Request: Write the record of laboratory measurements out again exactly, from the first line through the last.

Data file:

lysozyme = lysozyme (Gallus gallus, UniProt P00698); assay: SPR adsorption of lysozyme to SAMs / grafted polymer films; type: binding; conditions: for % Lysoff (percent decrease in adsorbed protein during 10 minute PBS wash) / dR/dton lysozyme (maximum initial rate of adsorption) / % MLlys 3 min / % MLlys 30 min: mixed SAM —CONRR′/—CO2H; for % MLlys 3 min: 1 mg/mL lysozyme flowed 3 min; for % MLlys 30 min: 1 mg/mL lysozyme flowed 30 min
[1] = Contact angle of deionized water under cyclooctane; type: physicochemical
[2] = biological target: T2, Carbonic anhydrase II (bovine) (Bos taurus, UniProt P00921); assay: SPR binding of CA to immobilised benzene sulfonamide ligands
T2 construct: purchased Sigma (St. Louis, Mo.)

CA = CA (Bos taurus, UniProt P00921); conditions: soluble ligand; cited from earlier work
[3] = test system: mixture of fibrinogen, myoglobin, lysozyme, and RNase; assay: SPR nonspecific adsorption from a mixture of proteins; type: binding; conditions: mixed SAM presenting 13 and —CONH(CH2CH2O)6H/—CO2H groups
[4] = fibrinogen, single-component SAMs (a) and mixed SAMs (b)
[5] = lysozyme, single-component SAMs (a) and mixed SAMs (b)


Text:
lysozyme = lysozyme (Gallus gallus, UniProt P00698); assay: SPR adsorption of lysozyme to SAMs / grafted polymer films; type: binding; conditions: for % Lysoff (percent decrease in adsorbed protein during 10 minute PBS wash) / dR/dton lysozyme (maximum initial rate of adsorption) / % MLlys 3 min / % MLlys 30 min: mixed SAM —CONRR′/—CO2H; for % MLlys 3 min: 1 mg/mL lysozyme flowed 3 min; for % MLlys 30 min: 1 mg/mL lysozyme flowed 30 min
[1] = Contact angle of deionized water under cyclooctane; type: physicochemical
[2] = biological target: T2, Carbonic anhydrase II (bovine) (Bos taurus, UniProt P00921); assay: SPR binding of CA to immobilised benzene sulfonamide ligands
T2 construct: purchased Sigma (St. Louis, Mo.)

CA = CA (Bos taurus, UniProt P00921); conditions: soluble ligand; cited from earlier work
[3] = test system: mixture of fibrinogen, myoglobin, lysozyme, and RNase; assay: SPR nonspecific adsorption from a mixture of proteins; type: binding; conditions: mixed SAM presenting 13 and —CONH(CH2CH2O)6H/—CO2H groups
[4] = fibrinogen, single-component SAMs (a) and mixed SAMs (b)
[5] = lysozyme, single-component SAMs (a) and mixed SAMs (b)